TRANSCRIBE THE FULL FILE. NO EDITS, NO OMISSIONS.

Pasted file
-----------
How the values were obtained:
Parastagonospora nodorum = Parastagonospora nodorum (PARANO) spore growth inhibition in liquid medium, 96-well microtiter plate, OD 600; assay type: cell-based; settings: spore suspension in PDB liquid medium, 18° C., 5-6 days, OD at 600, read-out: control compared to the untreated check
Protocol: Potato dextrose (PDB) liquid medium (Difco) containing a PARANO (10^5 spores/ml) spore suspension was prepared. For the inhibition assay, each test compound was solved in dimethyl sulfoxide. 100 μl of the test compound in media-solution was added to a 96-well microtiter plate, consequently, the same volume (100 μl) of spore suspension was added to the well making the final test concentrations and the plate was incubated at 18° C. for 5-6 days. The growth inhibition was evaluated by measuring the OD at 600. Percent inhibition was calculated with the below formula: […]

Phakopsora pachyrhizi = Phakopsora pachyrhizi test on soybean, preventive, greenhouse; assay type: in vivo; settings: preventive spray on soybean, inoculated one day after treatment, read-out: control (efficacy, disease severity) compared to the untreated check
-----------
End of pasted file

How the values were obtained:
Parastagonospora nodorum = Parastagonospora nodorum (PARANO) spore growth inhibition in liquid medium, 96-well microtiter plate, OD 600; assay type: cell-based; settings: spore suspension in PDB liquid medium, 18° C., 5-6 days, OD at 600, read-out: control compared to the untreated check
Protocol: Potato dextrose (PDB) liquid medium (Difco) containing a PARANO (10^5 spores/ml) spore suspension was prepared. For the inhibition assay, each test compound was solved in dimethyl sulfoxide. 100 μl of the test compound in media-solution was added to a 96-well microtiter plate, consequently, the same volume (100 μl) of spore suspension was added to the well making the final test concentrations and the plate was incubated at 18° C. for 5-6 days. The growth inhibition was evaluated by measuring the OD at 600. Percent inhibition was calculated with the below formula: […]

Phakopsora pachyrhizi = Phakopsora pachyrhizi test on soybean, preventive, greenhouse; assay type: in vivo; settings: preventive spray on soybean, inoculated one day after treatment, read-out: control (efficacy, disease severity) compared to the untreated check